Lawsuits under filial support laws and “Responsible Party” clauses are rare, but they can be a significant threat to your finances if you have a parent in a nursing home. To avoid a situation where you are responsible for your parent’s nursing home bills, review all admission paperwork carefully before you sign. It can sometimes be beneficial to have an attorney review this paperwork as well, especially if it contains a “Responsible Party” clause. Additionally, remain cognizant of filial support laws if they are applicable in your state.

How to Prepare for Long-term Care Costs

To avoid putting your heirs in a situation where they are responsible for your nursing home costs, ensure that long-term care costs are included in your financial plan. You may consider long-term care insurance, hybrid life insurance, or other options for pre-funding these expenses. An experienced financial advisor can help you determine an appropriate course of action for your specific situation.

You should also ensure that your children or other people who could assume a caretaker role have access to your long-term care plan. This could include information on long-term care insurance and the contact information for your attorney and financial advisor should you suddenly become unable to make financial decisions.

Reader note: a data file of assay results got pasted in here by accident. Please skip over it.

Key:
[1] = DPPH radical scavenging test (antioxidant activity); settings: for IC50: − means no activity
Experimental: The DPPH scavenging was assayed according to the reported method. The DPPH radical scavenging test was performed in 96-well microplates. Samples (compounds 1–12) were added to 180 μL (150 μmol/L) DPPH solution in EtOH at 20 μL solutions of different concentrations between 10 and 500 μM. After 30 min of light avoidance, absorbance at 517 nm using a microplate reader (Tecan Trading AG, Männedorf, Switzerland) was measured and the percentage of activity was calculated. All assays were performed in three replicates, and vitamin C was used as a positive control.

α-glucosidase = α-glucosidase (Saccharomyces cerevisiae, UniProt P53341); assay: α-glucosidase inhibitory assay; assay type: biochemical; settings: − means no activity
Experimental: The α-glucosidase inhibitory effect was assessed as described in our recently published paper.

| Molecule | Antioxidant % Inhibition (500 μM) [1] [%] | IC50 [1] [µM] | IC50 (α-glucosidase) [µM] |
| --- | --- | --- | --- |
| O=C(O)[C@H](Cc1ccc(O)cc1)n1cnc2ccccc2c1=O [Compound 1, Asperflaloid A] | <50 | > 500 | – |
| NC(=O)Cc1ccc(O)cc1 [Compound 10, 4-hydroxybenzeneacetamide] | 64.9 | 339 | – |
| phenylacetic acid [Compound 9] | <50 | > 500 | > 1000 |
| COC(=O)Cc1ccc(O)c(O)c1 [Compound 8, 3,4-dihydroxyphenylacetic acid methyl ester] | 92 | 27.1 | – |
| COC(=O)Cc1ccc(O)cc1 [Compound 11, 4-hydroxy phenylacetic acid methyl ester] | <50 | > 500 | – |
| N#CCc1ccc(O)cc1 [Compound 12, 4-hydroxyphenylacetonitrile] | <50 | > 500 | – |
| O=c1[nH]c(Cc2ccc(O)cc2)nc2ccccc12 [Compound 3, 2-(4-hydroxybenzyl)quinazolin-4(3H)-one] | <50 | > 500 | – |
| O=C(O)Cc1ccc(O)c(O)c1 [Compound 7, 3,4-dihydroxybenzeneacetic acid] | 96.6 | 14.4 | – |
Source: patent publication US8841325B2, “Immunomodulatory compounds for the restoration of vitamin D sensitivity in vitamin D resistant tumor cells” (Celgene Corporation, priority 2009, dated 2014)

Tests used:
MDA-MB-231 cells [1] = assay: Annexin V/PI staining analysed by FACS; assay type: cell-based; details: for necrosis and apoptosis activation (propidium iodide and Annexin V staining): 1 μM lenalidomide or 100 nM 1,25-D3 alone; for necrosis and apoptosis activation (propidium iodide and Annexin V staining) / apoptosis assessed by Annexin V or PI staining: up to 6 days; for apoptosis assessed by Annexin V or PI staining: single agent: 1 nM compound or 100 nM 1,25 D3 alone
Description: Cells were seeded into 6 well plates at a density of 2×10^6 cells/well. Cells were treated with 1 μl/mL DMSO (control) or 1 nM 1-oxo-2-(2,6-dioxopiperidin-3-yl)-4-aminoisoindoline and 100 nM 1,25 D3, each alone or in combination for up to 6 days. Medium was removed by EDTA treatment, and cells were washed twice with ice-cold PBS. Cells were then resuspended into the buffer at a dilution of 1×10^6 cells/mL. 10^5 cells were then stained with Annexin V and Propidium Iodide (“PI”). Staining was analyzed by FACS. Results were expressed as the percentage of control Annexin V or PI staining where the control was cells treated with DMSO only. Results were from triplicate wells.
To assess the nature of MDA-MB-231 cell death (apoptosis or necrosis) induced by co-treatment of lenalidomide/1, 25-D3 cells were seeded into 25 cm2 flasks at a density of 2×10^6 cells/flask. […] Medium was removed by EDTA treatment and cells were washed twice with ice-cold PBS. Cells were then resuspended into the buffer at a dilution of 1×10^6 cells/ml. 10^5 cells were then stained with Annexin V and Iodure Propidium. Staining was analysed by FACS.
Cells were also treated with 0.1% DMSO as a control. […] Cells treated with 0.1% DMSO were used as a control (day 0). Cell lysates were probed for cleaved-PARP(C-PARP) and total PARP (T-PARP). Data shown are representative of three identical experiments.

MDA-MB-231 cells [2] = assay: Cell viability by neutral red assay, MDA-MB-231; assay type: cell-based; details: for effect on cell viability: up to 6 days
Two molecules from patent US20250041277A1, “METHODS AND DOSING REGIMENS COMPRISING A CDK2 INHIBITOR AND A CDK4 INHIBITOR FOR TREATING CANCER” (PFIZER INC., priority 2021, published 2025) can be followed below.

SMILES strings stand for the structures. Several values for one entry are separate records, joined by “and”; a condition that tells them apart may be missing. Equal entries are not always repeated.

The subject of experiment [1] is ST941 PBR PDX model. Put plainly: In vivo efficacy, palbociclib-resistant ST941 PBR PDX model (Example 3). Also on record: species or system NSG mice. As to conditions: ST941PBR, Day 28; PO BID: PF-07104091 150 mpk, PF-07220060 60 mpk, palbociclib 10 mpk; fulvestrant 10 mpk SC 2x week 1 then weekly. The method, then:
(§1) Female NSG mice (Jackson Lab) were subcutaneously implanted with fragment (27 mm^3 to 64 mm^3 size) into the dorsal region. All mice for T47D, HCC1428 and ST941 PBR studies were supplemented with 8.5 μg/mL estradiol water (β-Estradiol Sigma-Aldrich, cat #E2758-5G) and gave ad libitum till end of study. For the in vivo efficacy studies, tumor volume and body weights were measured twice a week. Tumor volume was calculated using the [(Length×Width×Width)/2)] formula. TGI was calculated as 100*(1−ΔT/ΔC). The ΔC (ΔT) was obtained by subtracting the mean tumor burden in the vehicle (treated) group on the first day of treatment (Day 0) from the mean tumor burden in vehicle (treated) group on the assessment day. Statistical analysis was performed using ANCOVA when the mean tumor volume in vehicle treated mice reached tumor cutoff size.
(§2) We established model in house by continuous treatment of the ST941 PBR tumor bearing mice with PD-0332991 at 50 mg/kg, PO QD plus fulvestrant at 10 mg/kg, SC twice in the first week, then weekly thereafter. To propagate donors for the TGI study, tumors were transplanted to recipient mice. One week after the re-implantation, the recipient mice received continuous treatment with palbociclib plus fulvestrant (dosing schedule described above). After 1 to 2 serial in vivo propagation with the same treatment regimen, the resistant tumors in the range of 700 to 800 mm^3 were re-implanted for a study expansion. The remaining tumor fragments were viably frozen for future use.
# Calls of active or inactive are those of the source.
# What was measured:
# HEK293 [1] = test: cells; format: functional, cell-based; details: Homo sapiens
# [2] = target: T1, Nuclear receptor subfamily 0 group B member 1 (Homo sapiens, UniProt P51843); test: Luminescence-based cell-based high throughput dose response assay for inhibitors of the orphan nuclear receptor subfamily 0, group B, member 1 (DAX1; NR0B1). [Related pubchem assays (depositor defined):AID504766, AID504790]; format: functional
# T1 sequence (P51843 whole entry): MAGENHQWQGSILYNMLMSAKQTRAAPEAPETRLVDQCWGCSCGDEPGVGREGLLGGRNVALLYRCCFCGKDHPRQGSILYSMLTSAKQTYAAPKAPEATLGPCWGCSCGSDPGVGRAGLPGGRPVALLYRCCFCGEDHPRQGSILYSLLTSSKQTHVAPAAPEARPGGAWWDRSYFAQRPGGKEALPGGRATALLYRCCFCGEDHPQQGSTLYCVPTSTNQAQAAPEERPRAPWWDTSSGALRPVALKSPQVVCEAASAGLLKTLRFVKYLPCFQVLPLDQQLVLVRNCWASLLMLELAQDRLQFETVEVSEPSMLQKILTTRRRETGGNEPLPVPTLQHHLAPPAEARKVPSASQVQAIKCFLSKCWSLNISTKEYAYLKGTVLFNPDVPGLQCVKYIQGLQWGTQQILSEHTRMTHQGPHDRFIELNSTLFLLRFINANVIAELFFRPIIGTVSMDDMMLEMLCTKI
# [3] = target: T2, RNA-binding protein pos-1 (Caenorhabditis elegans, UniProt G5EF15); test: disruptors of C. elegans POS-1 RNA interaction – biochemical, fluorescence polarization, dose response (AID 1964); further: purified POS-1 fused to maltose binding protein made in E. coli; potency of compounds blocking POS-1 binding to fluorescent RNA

Prepare for Long-term Care Costs with Meld Financial

At Meld Financial, our team of tax, legal, and investment professionals has spent nearly 40 years helping our clients grow and maintain their wealth. As such, we have the experience to help you estimate long-term care costs and plan accordingly.

Through our decades of helping clients achieve their financial goals, we developed a proprietary wealth management process called Financial Fingerprint™. This comprehensive financial plan is quick to assemble, easy to understand, and simple to modify as your circumstances change. It also accounts for common threats to your financial future, including long-term care expenses.

Contact the team at Meld Financial today to discuss your long-term care options and get started with Financial Fingerprint™.

To learn more about long-term care planning and how it relates to your financial future, sign up to attend our no-cost webinar Preparing for Long-Term Care Expenses in Retirement hosted by Blake May, J.D., CFP®, Partner at Meld Financial. This webinar will be held Tuesday November 8 at 3:00 pm central time.